Brighton & Hove City Council School Admissions Consultation
A six-week programme of public engagement on possible ways of changing Brighton & Hove’s secondary school admissions system starts today, Monday 14 March.
Feedback from this will be taken into account by Brighton & Hove City Council when it formulates concrete proposals later this year for changing the system as of September 2018. These will be the subject of formal consultation in the autumn.
Residents wishing to find out more and give their views can do so via the council’s website.
A series of public information events is also being arranged. The following have already been scheduled:
- Tuesday 15 March from 7-9pm at Moulsecoomb Primary
- Wednesday 16 March from 12-2pm at the Brighthelm Centre and from 7-9pm at Dorothy Stringer
- Thursday 16 March from 12-2pm at Whitehawk Library and from 6.30-8.30pm at Portslade Aldridge Community Academy
- Saturday 19 March from 10am-noon at the Jubilee Library
- Tuesday 22 March from 7-9pm at Whitehawk Library
- Wednesday 23 March from 12-2pm at the Jubilee Library
- Tuesday 12 April Longhill High School 7-9pm
- Wednesday 13 April Patcham High School 7 – 9pm
- Thursday 14 April County Ground, Hove 7 – 9pm
- Wednesday 20 April, 7-9pm - meeting for school governors only at the Brighthelm Centre
- Thursday 21 April, 3.30-5pm at Moulsecoomb Primary
- Thursday 21 April, 7-9pm at Mile Oak Primary
- Friday 22 April, 9.15-10.15am at City Academy Whitehawk
- Tuesday 26 April, 3.30-5.30pm at St Mark's Primary
- Tuesday 26 April, 7-9pm at Carlton Hill Primary
- Wednesday 27 April, 7-9pm at the Brighthelm Centre
- Thursday 28 April, 7-9pm at Blatchington Mill
Details of further events will appear at the venues chosen and on the council’s website.
The need for change has been triggered by two key factors. One is rising demand for school places at secondary level, and the other is the University of Brighton’s proposal to create a new secondary free school in the eastern central area of the city. The current system uses a combination of catchment areas and a range of published admissions priorities to determine how places are allocated.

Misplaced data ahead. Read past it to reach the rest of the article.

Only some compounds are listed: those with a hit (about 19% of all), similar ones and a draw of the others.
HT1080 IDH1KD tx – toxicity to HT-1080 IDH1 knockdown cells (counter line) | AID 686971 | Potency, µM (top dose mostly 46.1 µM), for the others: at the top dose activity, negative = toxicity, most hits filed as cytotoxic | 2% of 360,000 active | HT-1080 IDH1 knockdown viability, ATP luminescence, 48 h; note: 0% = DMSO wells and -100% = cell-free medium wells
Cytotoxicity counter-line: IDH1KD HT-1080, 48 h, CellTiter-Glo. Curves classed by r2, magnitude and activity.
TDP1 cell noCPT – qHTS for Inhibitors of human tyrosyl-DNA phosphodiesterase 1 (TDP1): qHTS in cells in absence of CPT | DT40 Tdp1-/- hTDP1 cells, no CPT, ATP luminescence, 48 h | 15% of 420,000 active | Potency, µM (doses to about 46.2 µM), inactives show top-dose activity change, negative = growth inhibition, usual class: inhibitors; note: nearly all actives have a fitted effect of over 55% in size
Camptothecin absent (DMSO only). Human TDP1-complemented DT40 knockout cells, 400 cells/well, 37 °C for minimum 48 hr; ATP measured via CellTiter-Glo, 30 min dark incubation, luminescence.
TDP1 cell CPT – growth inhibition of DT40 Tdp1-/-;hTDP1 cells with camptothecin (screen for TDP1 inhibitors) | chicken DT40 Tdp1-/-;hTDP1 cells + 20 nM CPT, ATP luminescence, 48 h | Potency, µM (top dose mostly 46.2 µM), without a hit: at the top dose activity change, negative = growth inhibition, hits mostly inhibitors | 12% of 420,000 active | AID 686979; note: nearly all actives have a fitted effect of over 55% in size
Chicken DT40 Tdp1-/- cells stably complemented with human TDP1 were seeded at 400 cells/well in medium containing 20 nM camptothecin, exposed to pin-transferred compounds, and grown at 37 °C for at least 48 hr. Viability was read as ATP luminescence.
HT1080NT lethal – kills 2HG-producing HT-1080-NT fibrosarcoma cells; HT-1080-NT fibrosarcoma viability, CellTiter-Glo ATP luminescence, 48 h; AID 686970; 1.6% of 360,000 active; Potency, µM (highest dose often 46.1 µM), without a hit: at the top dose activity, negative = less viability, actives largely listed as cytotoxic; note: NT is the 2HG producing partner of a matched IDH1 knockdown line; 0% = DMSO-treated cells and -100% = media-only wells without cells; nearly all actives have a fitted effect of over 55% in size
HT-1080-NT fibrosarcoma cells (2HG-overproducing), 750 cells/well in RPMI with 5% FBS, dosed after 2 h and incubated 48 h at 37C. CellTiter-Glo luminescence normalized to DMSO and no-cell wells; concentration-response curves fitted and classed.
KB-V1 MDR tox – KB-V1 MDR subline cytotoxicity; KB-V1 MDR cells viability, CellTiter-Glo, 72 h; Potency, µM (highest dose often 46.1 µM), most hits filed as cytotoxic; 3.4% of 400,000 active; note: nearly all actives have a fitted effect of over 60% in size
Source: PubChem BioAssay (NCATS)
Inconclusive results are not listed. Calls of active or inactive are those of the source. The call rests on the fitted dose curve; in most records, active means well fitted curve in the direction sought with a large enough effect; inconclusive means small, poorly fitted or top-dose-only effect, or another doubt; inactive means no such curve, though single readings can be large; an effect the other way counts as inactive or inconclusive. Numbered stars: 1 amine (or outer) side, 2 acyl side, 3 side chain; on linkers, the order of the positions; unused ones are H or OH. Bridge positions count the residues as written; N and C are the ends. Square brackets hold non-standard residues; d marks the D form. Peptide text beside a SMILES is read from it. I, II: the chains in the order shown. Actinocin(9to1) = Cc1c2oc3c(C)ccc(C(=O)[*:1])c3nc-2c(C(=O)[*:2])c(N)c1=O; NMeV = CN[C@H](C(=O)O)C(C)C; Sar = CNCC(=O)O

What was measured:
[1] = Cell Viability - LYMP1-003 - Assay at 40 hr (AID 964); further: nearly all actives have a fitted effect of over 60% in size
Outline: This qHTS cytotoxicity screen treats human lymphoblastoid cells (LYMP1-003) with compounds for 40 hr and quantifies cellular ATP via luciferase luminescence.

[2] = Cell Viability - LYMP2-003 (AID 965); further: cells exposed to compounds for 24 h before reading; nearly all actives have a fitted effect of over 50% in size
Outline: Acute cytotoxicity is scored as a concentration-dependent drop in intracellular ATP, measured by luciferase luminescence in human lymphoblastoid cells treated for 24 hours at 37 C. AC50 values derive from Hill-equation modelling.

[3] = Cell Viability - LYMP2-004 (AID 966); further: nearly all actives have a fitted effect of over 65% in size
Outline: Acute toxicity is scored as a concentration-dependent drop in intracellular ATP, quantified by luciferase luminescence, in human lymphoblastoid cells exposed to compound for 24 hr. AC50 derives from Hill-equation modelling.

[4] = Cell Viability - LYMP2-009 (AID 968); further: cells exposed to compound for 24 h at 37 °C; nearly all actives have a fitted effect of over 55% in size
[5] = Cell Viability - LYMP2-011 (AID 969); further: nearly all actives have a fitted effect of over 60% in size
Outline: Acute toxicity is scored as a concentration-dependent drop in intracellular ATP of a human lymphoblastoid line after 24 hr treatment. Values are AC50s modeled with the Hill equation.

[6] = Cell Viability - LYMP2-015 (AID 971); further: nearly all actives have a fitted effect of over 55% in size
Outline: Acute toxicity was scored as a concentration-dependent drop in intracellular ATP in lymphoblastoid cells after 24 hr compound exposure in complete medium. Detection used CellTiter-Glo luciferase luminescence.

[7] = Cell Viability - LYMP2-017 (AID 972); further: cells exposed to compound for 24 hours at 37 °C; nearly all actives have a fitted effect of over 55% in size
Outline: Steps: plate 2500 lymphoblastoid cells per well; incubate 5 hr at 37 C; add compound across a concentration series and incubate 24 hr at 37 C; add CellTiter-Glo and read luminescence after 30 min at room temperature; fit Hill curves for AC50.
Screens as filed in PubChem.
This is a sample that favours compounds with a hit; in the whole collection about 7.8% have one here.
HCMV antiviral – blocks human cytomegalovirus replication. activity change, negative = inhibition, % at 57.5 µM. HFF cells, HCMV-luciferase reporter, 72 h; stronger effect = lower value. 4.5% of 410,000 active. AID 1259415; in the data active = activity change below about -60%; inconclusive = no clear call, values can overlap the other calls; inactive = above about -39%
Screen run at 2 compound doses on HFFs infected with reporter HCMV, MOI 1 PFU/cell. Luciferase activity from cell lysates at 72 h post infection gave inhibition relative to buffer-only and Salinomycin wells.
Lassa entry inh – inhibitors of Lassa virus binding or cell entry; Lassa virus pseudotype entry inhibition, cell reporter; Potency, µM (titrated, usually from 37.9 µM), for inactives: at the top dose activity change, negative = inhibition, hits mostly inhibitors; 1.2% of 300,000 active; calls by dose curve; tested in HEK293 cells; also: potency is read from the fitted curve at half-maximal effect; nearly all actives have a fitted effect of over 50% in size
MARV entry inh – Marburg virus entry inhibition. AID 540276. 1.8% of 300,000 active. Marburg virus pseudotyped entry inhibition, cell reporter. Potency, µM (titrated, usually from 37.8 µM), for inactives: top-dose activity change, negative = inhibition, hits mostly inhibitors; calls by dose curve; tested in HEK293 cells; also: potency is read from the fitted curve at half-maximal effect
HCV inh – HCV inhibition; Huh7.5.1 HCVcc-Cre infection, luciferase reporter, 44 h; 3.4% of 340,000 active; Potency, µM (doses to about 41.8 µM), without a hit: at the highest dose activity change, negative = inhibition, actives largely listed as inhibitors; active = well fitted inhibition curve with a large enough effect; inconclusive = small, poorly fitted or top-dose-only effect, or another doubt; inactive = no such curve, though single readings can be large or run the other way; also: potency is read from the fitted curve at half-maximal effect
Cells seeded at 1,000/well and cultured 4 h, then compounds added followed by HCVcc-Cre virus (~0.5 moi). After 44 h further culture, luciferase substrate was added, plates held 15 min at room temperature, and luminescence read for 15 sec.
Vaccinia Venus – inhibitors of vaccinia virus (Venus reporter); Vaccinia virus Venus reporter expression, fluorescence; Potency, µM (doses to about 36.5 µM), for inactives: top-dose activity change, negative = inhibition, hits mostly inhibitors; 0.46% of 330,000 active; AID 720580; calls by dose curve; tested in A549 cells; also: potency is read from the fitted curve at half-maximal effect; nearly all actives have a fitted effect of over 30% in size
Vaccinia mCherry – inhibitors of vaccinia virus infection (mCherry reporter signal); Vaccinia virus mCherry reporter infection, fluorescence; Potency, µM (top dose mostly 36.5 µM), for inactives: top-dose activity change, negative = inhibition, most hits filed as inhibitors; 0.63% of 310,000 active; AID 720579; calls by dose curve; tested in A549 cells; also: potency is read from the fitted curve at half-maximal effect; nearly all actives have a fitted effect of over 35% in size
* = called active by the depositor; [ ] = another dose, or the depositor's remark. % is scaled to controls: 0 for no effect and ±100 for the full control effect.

However, as of September 2018 the projected rise in the number of secondary age pupils means that in some catchment areas there will be too many pupils for the places available.
The council wants your views on three catchment area options. They are:
- each school to have its own catchment area (Option A)
- the city to have four catchment areas, three with two schools in and one with three schools in (Option B)
- each secondary school being part of a catchment area with three schools in (Option C)
For more information about these options click here.
The deputy chair of the children, young people and skills committee and chair of the council’s cross party school organisation working group, Councillor Daniel Chapman, said:
“Over the next few weeks we want to get people’s views on the general principles of how they think secondary school catchment areas should work in future. The feedback we get from this engagement exercise will help us draw up concrete proposals on a street-by-street basis that will be subject of a formal consultation process in the autumn. No admissions system will please all parents, but our aim above all is to arrive at a new system that is as fair as possible to as many parents and children on a city-wide basis.”
Department for Education rules state that any decisions on changing the admissions system as of September 2018 need to be made by 28 February 2017.